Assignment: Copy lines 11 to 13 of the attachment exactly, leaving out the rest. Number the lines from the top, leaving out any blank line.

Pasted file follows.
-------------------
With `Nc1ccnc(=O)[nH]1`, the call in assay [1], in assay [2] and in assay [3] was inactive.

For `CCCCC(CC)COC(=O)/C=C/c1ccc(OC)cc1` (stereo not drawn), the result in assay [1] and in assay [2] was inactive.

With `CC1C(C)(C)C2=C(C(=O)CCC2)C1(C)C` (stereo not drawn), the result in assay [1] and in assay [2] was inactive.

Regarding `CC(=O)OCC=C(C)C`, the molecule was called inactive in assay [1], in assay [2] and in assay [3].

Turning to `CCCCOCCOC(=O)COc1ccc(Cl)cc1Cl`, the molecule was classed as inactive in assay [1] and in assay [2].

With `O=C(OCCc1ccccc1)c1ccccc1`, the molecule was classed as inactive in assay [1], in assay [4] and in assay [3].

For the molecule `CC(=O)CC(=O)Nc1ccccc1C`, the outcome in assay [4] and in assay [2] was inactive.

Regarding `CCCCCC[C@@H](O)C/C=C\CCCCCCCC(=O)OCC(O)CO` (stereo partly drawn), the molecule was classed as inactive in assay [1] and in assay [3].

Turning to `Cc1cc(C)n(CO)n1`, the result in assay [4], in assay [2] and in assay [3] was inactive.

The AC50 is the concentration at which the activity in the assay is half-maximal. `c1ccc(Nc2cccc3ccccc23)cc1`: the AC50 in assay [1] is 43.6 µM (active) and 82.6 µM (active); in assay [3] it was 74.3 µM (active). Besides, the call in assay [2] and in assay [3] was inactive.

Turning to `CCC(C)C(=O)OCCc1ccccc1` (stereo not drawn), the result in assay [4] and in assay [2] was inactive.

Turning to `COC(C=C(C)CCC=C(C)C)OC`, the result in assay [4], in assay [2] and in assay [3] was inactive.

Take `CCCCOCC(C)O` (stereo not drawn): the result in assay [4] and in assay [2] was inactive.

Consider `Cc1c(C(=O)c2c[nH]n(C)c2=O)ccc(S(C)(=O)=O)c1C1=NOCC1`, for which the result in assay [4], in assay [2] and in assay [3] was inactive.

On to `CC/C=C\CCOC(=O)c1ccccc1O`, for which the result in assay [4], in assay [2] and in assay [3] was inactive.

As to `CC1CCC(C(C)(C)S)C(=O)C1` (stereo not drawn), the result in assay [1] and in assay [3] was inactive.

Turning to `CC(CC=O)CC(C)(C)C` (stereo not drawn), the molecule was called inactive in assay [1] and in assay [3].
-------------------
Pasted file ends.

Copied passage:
Turning to `CCC(C)C(=O)OCCc1ccccc1` (stereo not drawn), the result in assay [4] and in assay [2] was inactive.

Turning to `COC(C=C(C)CCC=C(C)C)OC`, the result in assay [4], in assay [2] and in assay [3] was inactive.

Take `CCCCOCC(C)O` (stereo not drawn): the result in assay [4] and in assay [2] was inactive.